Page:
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Negligence in the garden is not often rewarded. Usually, when you turn your back for a week or two, you can expect to be confronted with produce past its prime (picture zucchinis the size of baseball bats) and weeds springing up in garden beds. Artichokes are an exception. When left unpicked, the edible buds open with spectacular 6-inch purple blooms.

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Native to the Mediterranean, artichokes are grown for their edible buds. To harvest the buds, wait until they form large, tight globes and cut along with a couple of inches of the stalk (also edible).  But don't wait too long to pick the crop. As soon as the buds open and the majority of the leaves splay outwards, you've basically missed the boat.  Most of the leaves will be tough even after cooking. At this point, you're better off just leaving the bud on the plant and letting it flower.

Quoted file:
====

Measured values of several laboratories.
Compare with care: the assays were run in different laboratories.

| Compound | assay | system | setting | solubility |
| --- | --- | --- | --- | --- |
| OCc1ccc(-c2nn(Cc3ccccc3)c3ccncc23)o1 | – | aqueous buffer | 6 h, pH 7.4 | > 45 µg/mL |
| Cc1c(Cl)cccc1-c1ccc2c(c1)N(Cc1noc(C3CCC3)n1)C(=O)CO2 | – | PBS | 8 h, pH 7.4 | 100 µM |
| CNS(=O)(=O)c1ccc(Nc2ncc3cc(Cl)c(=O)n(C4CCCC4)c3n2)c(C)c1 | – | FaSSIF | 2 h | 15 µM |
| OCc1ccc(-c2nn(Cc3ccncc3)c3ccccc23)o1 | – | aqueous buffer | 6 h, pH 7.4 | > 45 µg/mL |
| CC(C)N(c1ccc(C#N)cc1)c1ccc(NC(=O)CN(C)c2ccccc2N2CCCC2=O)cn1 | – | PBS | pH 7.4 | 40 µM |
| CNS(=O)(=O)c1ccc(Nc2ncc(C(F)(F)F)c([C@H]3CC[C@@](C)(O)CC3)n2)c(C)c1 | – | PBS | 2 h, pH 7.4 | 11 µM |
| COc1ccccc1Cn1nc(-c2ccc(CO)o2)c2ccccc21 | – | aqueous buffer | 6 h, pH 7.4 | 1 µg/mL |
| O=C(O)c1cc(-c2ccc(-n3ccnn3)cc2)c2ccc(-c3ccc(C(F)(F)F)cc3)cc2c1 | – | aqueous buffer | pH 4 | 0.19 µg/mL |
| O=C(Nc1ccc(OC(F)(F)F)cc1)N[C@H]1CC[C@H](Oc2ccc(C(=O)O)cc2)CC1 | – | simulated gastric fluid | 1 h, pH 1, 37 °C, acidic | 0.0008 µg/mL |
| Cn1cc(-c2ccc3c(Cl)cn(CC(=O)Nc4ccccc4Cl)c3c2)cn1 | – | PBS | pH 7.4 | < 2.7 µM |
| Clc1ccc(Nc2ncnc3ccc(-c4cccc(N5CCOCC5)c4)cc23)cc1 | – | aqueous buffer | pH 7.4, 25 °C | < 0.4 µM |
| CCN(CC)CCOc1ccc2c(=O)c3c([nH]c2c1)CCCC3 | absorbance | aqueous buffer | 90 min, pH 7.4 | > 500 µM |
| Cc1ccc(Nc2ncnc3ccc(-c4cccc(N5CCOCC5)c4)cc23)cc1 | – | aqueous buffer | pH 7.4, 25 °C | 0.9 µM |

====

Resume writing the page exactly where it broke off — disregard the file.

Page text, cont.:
Last chance to harvest the artichoke  (Linda Lamb Peters / Sunset Publishing)

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And aren't they stunning?  Our artichokes in the Sunset Test Garden are bee and butterfly magnets. The thistle-like blooms open to 6-inches across and have almost iridescent lavender blue centers. Flowers can be cut for bouquets, dried for arrangements, or just left on the plant for a dramatic display.  With this type of reward, more often than not we just let our plants go to flower and rely on the farmers' market for artichokes for cooking.

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